More on Windows 10 Upgrades

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Well it’s been a little over a month since Windows 10 rolled out, and I’ve completed several upgrades, and one rollback. For those of you on fence about Windows 10, I can tell you there are some legitimate reasons to avoid it.

First, privacy concerns, in an effort to tailor computer use and internet browsing and even the apps and advertisements to the user, Windows 10 by default collects a lot of data on the user. There is not one simple way to shut it all down, outside of some applications that are being created by third-party users. I won’t go into a lot of detail on the how Windows 10 accomplishes this, but there are several programs to mitigate this. One example “Destroy Windows 10 Spying” makes it easy for you to limit the amount of spying.

Second, Windows 10 may not play well with older hardware. I think this is the most obvious reason to not upgrade your version of Windows, or it’s the most obvious reason to upgrade your hardware and windows. We all have a favorite gadget, and gadgets wear out or outlive their usefulness, or something else comes along that does everything a bit better. Of course the flip side is, it’s easier to keep using something you’re familiar with, rather than learn something new. Windows 10 may be a problem if you have a printer or a fax machine that you have to use for your home or business, you can check some compatibility sites or run Windows 10 own compatibility checker, but there is no guarantee that Windows 10 will work with your older hardware.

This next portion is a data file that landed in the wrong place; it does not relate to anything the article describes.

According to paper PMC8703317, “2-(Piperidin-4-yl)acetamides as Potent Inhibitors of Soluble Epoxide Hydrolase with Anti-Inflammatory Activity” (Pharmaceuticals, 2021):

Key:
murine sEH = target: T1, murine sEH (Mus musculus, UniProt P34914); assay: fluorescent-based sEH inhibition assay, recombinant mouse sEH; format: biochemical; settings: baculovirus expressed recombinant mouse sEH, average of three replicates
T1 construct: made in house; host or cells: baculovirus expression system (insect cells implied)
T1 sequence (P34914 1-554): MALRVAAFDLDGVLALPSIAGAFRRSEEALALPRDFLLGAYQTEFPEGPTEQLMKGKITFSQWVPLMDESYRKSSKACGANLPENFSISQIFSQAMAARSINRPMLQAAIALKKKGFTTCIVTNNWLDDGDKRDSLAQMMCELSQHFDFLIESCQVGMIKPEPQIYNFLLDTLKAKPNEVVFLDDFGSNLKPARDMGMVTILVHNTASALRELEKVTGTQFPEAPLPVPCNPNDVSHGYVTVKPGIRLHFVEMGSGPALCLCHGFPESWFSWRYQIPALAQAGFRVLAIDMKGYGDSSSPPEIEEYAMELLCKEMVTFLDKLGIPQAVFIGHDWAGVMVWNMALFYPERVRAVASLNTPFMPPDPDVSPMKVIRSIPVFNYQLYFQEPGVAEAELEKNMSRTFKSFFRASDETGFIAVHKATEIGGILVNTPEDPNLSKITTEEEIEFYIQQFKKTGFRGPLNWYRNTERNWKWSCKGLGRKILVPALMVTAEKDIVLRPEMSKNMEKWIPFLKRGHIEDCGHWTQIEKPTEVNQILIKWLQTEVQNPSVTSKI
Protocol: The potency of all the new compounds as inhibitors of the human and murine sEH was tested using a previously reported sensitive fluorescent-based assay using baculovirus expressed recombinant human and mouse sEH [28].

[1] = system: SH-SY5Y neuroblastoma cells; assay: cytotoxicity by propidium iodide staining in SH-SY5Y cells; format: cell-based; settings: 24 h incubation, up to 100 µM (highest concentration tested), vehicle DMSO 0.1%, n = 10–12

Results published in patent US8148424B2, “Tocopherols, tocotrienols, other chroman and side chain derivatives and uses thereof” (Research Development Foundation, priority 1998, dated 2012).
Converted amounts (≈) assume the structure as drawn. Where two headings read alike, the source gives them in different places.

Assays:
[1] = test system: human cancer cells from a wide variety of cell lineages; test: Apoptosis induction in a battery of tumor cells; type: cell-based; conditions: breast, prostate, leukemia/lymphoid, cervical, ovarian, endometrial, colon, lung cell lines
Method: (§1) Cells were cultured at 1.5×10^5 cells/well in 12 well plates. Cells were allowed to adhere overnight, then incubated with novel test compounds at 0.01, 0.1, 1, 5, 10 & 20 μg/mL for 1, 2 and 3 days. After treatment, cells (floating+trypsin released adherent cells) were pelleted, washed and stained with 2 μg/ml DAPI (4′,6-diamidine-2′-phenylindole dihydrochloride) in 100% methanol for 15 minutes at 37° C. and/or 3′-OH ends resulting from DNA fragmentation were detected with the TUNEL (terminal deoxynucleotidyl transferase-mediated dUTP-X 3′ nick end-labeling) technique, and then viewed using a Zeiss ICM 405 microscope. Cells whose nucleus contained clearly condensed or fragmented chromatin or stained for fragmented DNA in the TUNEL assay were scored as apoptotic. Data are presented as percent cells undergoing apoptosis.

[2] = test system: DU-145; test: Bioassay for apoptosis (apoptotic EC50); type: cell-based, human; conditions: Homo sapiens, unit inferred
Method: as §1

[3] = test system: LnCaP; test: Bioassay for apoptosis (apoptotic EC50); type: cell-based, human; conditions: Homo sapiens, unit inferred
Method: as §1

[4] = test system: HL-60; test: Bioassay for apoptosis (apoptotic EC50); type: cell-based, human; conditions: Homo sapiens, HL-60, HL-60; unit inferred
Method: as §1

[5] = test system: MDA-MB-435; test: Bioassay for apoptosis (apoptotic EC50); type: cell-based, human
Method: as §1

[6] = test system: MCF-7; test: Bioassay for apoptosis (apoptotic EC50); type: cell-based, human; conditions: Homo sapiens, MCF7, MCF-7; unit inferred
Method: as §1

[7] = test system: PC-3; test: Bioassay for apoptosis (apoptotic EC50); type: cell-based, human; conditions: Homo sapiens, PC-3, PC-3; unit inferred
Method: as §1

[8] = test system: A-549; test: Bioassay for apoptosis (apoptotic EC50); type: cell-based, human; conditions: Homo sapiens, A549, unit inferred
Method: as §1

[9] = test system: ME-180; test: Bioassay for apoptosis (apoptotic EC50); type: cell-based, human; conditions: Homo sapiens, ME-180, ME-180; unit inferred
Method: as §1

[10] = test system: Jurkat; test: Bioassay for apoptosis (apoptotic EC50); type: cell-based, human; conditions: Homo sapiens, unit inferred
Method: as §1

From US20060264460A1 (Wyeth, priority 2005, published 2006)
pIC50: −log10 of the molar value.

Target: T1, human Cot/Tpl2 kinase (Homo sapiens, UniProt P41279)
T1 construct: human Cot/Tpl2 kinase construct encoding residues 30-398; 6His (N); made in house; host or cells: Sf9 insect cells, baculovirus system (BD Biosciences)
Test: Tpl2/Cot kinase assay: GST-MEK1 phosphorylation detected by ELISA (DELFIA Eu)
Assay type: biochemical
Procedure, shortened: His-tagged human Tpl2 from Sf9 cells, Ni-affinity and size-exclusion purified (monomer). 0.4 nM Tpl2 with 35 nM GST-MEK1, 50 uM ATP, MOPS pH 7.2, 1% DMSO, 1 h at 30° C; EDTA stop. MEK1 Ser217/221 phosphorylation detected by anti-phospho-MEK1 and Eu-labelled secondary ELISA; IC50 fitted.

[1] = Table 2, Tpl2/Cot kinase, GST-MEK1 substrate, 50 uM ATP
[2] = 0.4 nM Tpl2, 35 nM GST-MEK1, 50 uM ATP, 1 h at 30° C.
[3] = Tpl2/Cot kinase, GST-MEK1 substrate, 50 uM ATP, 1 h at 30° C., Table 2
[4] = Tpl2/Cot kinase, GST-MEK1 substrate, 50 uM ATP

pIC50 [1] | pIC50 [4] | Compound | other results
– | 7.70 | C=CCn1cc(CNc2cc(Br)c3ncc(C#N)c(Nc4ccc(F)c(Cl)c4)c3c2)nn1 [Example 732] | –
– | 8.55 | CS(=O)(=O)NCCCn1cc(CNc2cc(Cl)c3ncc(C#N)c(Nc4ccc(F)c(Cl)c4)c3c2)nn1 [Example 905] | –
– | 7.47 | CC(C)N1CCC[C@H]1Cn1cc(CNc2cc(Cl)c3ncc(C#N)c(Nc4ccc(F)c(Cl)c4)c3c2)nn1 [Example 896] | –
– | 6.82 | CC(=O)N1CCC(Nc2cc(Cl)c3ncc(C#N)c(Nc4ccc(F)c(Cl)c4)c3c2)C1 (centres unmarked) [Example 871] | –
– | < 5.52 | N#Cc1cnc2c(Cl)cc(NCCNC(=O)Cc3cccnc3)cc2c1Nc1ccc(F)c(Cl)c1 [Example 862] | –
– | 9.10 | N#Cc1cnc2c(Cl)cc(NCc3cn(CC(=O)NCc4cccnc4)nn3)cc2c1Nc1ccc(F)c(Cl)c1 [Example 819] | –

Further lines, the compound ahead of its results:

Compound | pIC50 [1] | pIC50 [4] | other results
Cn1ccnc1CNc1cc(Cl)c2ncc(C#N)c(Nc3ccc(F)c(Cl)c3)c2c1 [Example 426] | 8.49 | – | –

Third issue with upgraded, not all of your programs will transfer. Now this personally I’ve only had an issue on one computer upgrade, when the upgrade was finished some of the programs ran extremely slow or were unresponsive, I then proceeded to roll back to windows 8.1, which leads me to issue number four, if you upgrade and you don’t like it, the roll back feature is not perfect. You are then rolling the dice on having to reinstall your old version of Windows from scratch.

Now for the good, Windows 10 successfully bridged the gap between Windows 7 and Windows 8.1 (don’t ask about Vista, If you are still using Vista, upgrade today, don’t ask just do it.) and it is fast and responsive, and with few exceptions it runs all the programs I used in Windows 7/8.1. I haven’t had many issues with customers missing programs or having hardware that won’t install, I just wanted to be as open and honest in my issues with Windows 10 for my customers to make a decision on their upgrade options.

 

 

 

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